We need to have a little heart-to-heart.
It’s about professional development.
For communications leaders: You aren’t investing in your teams and it’s causing you to fall behind.
For communications professionals: You aren’t demanding professional development and, with everything else you have to do, aren’t fully invested in your own career growth.
This is bad.
Very, very bad.
PR Agencies Paid for Expertise; Don’t Invest in Keeping Skills Current
YouGov and PRCA recently surveyed 203 agency and in-house PR and communications professionals to discuss education and insight.
What they found should astound you, but because you’re living it, it’s probably not surprising.
When compared with how in-house communicators are trained, the way agencies gain new skills is, well, staggering.
Sixty-four percent of communicators who work inside agencies are trained by expert blogs.
Which makes me feel good because it means many of you get most of your information from Spin Sucks. And that makes me happy.
Your clients are getting their training from going to conferences and events and attending seminars and roundtables.
This means there likely is a pretty big gap in both the knowledge and the skill set between client and agency.
It also means your clients need to read Spin Sucks!
(Just kidding…sort of.)
In all seriousness, we do need to close the gap because it gets worse.
Clients Still See PR Agencies Focused on Media Relations
The leading services that clients purchase from PR agencies are social influencer outreach (12 percent) and blogger outreach (nine percent).
However, it should be noted that 19 percent do not use an agency for any areas of digital/social at all.
Clients are most likely to expect the following services of PR agencies:
- Online media outreach (65 percent);
- Online news release distribution (65 percent); and
- Social influencer outreach (61 percent).
The most prevalent digital services offered by PR agencies are:
- Blogger outreach/engagement (86 percent);
- Video-based content (86 percent); and
- Social influencer outreach (85 percent).
This makes me sad for two reasons: 1) Clients are still asking agencies to do very traditional media relations, which shows we haven’t come very far at all; and 2) Other than social influencer outreach, we are completely missing what we are being asked to do.
Not that that’s bad, because we do need to master modern PR, but our clients do not see the value yet (much to the dismay of the vision of Spin Sucks).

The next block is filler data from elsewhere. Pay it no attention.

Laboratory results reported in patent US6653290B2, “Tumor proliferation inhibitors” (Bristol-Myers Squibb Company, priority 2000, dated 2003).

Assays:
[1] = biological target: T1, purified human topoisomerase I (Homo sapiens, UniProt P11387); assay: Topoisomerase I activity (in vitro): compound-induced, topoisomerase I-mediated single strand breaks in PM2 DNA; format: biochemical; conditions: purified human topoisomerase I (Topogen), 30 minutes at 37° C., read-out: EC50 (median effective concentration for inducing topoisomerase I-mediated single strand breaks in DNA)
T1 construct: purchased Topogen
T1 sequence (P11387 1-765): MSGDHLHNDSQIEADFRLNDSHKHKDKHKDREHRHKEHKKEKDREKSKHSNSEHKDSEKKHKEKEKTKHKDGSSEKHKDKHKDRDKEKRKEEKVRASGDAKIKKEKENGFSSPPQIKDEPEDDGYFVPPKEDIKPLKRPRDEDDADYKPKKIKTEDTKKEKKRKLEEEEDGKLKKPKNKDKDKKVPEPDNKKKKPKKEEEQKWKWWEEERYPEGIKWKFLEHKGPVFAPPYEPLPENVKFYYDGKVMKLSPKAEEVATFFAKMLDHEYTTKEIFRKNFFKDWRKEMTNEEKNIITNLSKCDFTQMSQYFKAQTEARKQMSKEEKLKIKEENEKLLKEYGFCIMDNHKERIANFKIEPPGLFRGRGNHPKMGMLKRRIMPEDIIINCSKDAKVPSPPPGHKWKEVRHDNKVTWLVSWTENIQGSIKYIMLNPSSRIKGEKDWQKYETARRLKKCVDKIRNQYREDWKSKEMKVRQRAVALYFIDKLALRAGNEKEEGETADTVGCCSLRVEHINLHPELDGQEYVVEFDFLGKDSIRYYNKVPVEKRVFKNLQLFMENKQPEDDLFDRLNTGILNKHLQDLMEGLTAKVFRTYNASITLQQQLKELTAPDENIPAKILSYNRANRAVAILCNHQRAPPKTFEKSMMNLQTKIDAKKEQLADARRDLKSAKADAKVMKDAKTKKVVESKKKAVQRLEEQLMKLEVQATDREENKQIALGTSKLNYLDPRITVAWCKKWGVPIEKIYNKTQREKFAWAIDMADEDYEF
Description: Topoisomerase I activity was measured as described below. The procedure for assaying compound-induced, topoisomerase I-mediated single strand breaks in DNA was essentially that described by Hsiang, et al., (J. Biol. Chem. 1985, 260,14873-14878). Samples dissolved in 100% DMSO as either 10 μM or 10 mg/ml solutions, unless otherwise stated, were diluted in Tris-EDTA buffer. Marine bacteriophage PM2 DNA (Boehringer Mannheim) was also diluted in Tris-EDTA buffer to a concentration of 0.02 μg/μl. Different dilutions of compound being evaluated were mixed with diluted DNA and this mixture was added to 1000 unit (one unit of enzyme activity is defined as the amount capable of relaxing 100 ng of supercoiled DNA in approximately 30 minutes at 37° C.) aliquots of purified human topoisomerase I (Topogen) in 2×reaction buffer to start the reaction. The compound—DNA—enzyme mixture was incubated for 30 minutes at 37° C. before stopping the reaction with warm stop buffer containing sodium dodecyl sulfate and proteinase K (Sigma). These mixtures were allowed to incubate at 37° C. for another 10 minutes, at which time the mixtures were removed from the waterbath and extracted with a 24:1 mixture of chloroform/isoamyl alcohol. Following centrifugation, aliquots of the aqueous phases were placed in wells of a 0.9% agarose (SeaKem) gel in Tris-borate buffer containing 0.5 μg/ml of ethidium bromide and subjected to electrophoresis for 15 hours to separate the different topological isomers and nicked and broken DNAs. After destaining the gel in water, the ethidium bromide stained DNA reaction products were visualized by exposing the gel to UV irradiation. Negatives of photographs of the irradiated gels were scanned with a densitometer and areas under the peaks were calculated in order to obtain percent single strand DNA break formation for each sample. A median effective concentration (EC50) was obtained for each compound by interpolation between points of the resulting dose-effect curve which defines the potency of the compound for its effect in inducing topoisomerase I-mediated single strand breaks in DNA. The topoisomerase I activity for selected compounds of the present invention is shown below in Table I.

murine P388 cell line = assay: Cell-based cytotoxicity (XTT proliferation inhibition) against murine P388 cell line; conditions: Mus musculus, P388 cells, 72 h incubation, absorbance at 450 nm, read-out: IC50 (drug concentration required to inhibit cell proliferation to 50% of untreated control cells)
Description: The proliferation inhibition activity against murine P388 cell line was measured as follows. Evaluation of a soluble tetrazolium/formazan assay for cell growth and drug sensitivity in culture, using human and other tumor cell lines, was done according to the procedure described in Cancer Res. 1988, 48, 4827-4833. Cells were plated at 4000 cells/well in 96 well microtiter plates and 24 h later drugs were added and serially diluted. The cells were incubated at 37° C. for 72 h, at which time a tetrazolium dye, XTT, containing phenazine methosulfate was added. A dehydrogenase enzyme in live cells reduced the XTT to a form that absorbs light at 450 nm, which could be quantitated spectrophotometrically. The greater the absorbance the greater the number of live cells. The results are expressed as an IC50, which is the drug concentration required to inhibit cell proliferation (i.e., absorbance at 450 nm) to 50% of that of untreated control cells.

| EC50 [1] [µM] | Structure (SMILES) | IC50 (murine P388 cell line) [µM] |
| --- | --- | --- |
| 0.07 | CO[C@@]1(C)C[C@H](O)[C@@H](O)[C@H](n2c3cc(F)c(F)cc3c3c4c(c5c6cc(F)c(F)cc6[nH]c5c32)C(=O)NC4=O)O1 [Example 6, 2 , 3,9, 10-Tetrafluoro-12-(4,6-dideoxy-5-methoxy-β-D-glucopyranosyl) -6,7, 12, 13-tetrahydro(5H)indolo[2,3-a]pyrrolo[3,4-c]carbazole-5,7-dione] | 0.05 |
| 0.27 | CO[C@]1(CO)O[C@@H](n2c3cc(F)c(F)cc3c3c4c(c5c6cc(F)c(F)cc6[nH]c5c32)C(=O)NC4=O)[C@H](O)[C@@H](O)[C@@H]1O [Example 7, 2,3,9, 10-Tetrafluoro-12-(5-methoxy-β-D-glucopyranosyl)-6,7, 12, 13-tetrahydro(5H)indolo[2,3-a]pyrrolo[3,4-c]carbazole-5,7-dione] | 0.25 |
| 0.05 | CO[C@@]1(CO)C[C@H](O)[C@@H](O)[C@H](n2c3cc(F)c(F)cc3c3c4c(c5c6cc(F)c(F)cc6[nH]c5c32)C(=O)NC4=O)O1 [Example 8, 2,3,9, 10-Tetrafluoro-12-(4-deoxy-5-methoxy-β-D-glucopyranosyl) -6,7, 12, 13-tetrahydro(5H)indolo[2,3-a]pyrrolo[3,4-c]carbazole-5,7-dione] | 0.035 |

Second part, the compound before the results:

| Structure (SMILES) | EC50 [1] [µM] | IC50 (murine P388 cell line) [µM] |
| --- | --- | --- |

PR Agencies Learning Skills On Client’s Dime
When asked which three things in-house communicators need more education in, they said:
- Social influencer outreach/engagement;
- Social network strategy; and
- Digital crisis management.
Which, as it turns out, is what they use agencies to execute on right now (86 percent for influencer outreach and 85 percent for social network strategy).
That said, where PR agencies have said they need more training is on:
- Digital/social media (52 percent);
- SEO (38 percent);
- Paid search (30 percent); and
- Paid social media (26 percent).
A couple of weeks ago, I did a workshop for the marketing and communications directors of insurance companies.
Overwhelmingly, those that hire agencies are working with advertising or search firms to do the work we should own.
Sure, SEO and paid search are more technical in nature and not something we are taught in PR classes.
But if our organizations paid for the training we need to master those skills?
The ad agencies and SEO firms wouldn’t be getting all of the new business.
More troubling is social media is what clients expect PR agencies to do, yet we chuck young professionals at the social accounts, and pay them to learn how to do it…on the client’s dime.
It’s Time to Invest in Good, Quality Training
We need to invest in good, quality, yet flexible training (cough, The Modern Blogging Masterclass, cough).
The problem, of course is finding the time to fit it in.
Francis Ingham, director general of PRCA, says:
With the industry working an average of 10 hours of overtime a week (according to the PR Census 2016), we need a flexible, learn-while-you-work, way of building skills, or it just won’t work.
It is now time for agencies and in-house teams to take the initiative to invest in training in order to equip their staff with the skills they need to make businesses more resilient and successful.
PR agencies will find it increasingly difficult to attract and retain clients if they don’t get a better handle on developing in-house digital skills.
Further, building a strong training program can be a valuable employee retention lever in an industry that’s notorious for high turnover and burnout rates.